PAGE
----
Top Scoops

Book Reviews | Gordon Campbell | Scoop News | Wellington Scoop | Community Scoop | Search


UK - Algerian Once Considered A Threat Set Free

Scoop Report: UK - Algerian “Threat To National Security” Released

By Yasmine Ryan

The United Kingdom government has released an Algerian who had been imprisoned on the basis of a security risk certificate issued against him. The secret information held allegedly linked him to an Algerian terrorist organisation.

The United Kingdom was unable to deport him to Algeria as it could not guarantee his safety. Therefore it had kept the man in detention without charge.

The Algerian concerned is not Ahmed Zaoui, and it was the British government, not our own, that admitted its evidence was lacking. The Algerian concerned is known only to the public as “D”.

UK Home Secretary David Blunkett announced on Monday 20 September: “I have concluded, on the basis of all the information available to me, that the weight of evidence in relation to D at the current time does not justify the continuance of the certificate.”

“D” was released from Woodhill high security prison the same day.

Blunkett’s decision shows a dramatic change in his stance over the Algerian. In October 2003, D lost a landmark appeal against his detention made to the Special Appeals Commission. Blunkett told the Commission that D was an “active supporter” of the Algerian terrorist organisation known as the GIA (Groupe Islamique Armée), and that he had been involved in procuring “terrorist-related equipment.” And as recently as eleven weeks ago an independent commission confirmed he was a terrorist supporter and a threat to national security.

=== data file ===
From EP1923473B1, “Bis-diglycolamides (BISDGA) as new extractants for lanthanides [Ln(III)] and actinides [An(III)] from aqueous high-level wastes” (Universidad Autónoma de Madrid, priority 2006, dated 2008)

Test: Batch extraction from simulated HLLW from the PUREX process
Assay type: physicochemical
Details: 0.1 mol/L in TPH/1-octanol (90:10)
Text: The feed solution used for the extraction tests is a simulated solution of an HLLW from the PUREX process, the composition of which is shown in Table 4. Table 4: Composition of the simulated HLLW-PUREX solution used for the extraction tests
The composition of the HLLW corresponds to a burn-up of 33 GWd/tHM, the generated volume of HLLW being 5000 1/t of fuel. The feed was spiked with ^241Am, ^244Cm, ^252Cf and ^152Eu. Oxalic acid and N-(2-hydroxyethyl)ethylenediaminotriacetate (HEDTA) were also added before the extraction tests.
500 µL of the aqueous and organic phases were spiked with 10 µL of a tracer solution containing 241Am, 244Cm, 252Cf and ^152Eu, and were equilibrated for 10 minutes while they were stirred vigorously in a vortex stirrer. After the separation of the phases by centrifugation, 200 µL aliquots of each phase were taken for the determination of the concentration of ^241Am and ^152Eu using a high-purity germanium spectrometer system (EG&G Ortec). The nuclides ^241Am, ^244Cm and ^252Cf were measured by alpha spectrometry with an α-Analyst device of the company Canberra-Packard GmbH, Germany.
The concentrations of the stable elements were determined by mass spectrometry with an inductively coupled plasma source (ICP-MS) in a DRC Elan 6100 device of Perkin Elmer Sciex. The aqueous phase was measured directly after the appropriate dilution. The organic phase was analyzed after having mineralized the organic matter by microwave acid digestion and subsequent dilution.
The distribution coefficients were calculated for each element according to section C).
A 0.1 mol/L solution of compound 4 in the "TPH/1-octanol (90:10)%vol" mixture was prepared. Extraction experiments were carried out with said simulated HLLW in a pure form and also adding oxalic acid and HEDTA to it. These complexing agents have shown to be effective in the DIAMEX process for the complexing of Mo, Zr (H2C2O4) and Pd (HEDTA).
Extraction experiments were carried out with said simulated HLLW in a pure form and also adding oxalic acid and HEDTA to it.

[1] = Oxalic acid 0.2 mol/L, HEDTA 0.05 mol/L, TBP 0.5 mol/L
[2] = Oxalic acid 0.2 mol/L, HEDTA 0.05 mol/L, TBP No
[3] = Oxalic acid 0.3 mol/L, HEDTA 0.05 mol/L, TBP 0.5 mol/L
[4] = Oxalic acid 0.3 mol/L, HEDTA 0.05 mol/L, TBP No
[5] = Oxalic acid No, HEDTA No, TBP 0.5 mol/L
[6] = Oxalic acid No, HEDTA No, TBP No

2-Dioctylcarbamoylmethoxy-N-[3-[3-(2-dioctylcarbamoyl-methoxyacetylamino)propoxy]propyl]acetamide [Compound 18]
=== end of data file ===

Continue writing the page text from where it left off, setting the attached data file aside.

A more detailed explanation for the release was not offered, and the Home Secretary has been able to hide behind the secrecy that shrouds issues related to terrorism. Although welcoming of the release, Amnesty International UK Director Kate Allen said: "The irony is that the Home Secretary's decision is, like the internment process itself, secretive, part of a shadow justice system rather than the rule of law."

Natalia Garcia, solicitor to the Algerian, said “He feels he’s been locked up for three years just on a whim… No reason has been given why he was arrested and detained in the first place. It’s mind-boggling.”

D received discretionary leave to remain in the UK. Ms Garcia confirmed she would be considering making a claim for compensation on his behalf, describing her client’s life as being “decimated.”